It is now Spring break at my college, the time of hope when students travel for leisure or service and faculty and staff relax a bit. Our plans were to spend the break at St. Benedict’s Monastery Studium, a program for writers, artists, and scholars that supports contemplative concentration on a project. Monasteries have long been places of scholarship, and this tradition finds it roots in the work of many of the Desert Elders. So much so that Jean Leclercq titled his history of western monasticism The Love of Learning and the Desire for God.
So, I was looking forward to ten days of prayer and learning. But if you have read the last post in this series, you will know that this journey was interrupted by a call to spend Spring break with my mother in Florida, putting together a plan for care. I was expecting the rich oasis of the monastery and have found myself instead in the tinder-dry scrublands on the edge of that great swamp, the Everglades.
For my journey, it is a bit of the Desert. It has its own beauties: the singing of the early morning birds, the dark silhouette of the palm trees against the early morning sky, long intimate conversations with my mother – who at one time was my Elder and, if I allow it, will continue to be. The reconfiguration of this relationship brings with it the severe mercy of the Desert experience. Here, doing service for another becomes a cleansing of the self.
This perhaps requires some explanation. I have been trying to find my way in all the tangle of family matters, personal, interpersonal, legal, medical, financial. It is easy to be panicked by the sheer complexity compounded with the deeply personal. So I have been searching for the still point from which to grasp it all. My wife Almut, now at the monastery, is working on a paper on Hildegard von Bingen, and supporting me and my family work electronically. In conversation, she offered me a blessing, part of which I will reproduce here:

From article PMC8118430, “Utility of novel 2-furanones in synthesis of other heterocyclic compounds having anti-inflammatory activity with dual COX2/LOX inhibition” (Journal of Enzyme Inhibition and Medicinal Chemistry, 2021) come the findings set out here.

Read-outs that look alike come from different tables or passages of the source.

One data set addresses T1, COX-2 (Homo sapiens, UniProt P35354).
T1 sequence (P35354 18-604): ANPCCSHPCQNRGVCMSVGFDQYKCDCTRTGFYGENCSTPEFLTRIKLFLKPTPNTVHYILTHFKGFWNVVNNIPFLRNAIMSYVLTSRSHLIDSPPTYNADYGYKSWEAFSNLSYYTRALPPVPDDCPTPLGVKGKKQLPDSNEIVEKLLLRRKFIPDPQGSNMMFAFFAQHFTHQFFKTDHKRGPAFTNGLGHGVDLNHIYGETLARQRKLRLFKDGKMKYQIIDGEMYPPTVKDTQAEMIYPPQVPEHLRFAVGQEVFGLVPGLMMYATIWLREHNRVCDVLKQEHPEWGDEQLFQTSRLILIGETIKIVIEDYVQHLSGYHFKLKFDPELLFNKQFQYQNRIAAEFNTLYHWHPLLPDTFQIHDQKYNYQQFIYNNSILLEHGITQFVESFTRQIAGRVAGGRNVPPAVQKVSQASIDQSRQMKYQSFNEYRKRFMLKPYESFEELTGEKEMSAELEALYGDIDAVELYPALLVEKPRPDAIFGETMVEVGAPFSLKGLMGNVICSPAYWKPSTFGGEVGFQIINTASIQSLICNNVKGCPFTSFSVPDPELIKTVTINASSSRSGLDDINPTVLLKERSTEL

may God bless you with courage
to do the work at hand
to be in peace
to enjoy encounters on the way
to find what has been lost
and to welcome your fears
with a fiery humility.
There is that fiery humility again… What does one do with it? I found a key in conversation not only with Almut but also with a striking passage in the meditations of the Franciscan monk, Richard Rohr that I receive in email:
The contemplative mind does not demand, is not needy, and is not easily offended. It allows other things and people to have their own voices without trying to impose its own agenda on them. It takes a lifetime to learn this, it seems.
The day before I read this description of the contemplative, Almut and I were struggling with how I should approach family members and friends in my current negotiation. Recalling the Desert Elders, she reminded me that it was not my task to impress people with my competence or compassion. That it was, in a phrase, not about me. “The contemplative mind does not demand, is not needy, and is not easily offended.” Fiery Humility.
Lectio on Life. A Practice for your Pilgrimage
So this morning, I offer you this practice in fiery humility. You may remember a specific occurrence when you have been offended or fearful (I certainly do). Practice a quiet contemplation of that time.
Sit silently and practice breathing for a few moments, and then bring that time to mind in openness. Welcome it by telling the story and pausing to see each person in it, and their history and their future. Seek for your motivations in that moment, your expectations and reactions. And place them next to Rohr’s description of the contemplative mind.
Then return to practice of the breath and gratitude.
Once you try this, you might see the story in a different perspective. You might better see what the real offense or frightening thing was – there surely is something real there – and what your reaction to it was. If you can separate these two, you can act on them separately.